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My husband and I, being the good Christians we are, decided to give up something this year for Lent. But being the competitive jerks we are, we made a bet out of it. We both had to give up our biggest unhealthy vice to see who would crack first. Hubby gave up fast food, and I said I would give up sugar. Then it dawned on me just how daunting a task that really is! I checked out a Suzanne Somers' book, and the idea of cutting out all sugar and all things that turn into sugar is really appealing to me. I've wanted to get rid of sugar for a long time, and now I have a good reason.According to some more reading I've done, sugar could be a culprit in IBS as well. But my question is, has any IBS type done that diet and how did it work? Was your tummy okay? I'll have to modify only a little because I can't tolerate red meat, but I see nothing that would hurt by removing sugar! Sugar is nutrionless, empty calories.Wish me luck! I intend to beat my husband!! And lose some weight too!!Amy
 

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Starches other than rice can cause gas for some people, so some people find that lowering carbs overall helps with the IBS, if they do not tolerate even normal levels of gas produced by colonic bacteria. CERTAIN sugars (table sugar is sucrose and is usually well tolerated) may cause certian problems for certain people (lactose, raffinose, sorbitol, etc)But nothing works for everyone.If you replace all the sugar/starch with very fatty foods that may set some people's IBS off (esp. diarrhea). Much depends on what you eat INSTEAD.... Low carb doesn't have to mean completely unrestricted in fat (the eat all the butter steak cheese you want diets) but some people do them that way.The other thing to watch out for (since I'm not sure how your brand of IBS responds to things
) is that some low carb diets are so low in fiber from veggies, fruits and whole grains that they can be very constipating for some people. Not sure how extreme the Somersizing version of low carb is.K.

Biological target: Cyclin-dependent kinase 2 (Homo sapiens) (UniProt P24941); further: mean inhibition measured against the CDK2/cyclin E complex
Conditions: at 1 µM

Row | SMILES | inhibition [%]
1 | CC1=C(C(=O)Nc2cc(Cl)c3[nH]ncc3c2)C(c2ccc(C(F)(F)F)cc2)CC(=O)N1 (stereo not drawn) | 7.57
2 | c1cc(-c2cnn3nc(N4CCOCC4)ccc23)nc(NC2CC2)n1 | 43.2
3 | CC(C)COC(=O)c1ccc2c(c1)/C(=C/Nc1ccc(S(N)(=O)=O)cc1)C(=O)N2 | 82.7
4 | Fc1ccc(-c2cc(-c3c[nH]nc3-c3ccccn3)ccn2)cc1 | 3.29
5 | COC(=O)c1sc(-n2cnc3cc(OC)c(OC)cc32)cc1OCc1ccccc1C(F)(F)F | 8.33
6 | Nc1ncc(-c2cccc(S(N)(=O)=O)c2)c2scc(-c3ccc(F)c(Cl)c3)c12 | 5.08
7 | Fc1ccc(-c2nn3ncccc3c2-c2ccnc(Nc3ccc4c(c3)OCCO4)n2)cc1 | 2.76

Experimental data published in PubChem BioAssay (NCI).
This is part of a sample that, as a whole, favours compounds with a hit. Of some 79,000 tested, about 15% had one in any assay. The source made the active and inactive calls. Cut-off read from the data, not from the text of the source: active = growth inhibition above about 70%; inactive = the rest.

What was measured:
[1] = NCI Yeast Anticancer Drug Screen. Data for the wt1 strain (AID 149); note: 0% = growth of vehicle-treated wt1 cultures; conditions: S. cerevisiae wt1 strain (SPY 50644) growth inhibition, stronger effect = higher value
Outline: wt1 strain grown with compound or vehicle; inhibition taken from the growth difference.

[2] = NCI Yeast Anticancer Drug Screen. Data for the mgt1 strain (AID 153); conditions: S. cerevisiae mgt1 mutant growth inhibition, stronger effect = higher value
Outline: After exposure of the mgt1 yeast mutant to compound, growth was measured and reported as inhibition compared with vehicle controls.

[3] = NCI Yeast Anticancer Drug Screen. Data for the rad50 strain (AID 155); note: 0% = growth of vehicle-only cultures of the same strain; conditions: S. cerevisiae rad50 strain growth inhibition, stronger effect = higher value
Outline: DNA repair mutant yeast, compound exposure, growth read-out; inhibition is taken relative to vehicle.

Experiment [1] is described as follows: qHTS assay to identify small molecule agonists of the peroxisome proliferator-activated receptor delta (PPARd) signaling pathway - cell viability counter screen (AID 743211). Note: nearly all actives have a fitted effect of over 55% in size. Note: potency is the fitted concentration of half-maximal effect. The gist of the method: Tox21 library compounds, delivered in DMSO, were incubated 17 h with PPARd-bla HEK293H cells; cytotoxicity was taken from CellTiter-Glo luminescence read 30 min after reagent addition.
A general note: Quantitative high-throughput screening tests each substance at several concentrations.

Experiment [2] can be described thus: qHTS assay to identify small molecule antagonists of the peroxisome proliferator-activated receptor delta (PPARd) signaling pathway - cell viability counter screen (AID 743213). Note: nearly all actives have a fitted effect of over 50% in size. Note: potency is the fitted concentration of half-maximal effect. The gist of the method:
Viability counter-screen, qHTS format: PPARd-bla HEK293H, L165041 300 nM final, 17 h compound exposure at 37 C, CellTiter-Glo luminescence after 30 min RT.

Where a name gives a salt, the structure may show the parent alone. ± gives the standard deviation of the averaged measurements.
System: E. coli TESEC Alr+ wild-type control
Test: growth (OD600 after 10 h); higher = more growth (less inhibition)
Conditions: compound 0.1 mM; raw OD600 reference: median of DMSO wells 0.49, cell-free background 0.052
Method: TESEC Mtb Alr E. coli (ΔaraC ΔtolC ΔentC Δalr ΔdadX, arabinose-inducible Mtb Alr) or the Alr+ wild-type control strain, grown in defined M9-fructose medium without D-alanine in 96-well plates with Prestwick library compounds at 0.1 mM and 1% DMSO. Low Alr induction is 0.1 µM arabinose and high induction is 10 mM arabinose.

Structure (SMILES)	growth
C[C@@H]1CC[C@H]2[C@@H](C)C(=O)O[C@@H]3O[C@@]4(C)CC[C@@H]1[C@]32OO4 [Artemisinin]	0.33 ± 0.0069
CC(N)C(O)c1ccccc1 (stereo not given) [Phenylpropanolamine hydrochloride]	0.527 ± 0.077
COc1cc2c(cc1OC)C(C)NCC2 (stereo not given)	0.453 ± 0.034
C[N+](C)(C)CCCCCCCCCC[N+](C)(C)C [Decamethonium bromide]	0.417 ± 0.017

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Somersizing is the least extreme form of low carb I've seen- you're expected to eat fruit at least twice a day, encouraged to eat it three times a day. The diet does not center around fat, but around vegetables. You pretty much have veggies with every meal, and you're told to eat as many of them as possible. So, fiber shouldn't be a problem at all.Also, you're expected to eat the "good" carbs everyday. Suzanne recommends Grape Nuts for breakfast, whole wheat bread, brown rice etc. The restricted foods are: all types of sugar, and those "bad" carbs that become sugar- white rice, white bread, potatoes, carrots and corn.So, it's not so bad. I personally would never do Atkins because my body has such a bad reaction to fats and beef.This is what I expect a typical day Somersizing will look like for me:Breakfast: A piece of fruit A bowl of sugar-free whole wheat cereal with skim milk.Lunch: Either a veggie sandwich on whole wheat and soup; or a salad with chicken and a vinaigrette dressing and soup.Snack: A piece of fruitDinner: Boneless, skinless Chicken Breast A large serving of green veggies: spinach, broccoli A salad with vinaigretteDessert: A cup of strawberriesThe only restriction is that, in the beginning, you can't have protein and carbs together, so you have to figure out ahead of time if your next meal will be carbs or protein, but you have to have both during the day.I just wanted to include that to show you that it's not overboard- like eat a fried egg and cheese sandwich with steak instead of bread and drink a big glass of heavy cream.
I certainly know MY body couldn't handle it.Thank you so much for the reply K!Amy
 
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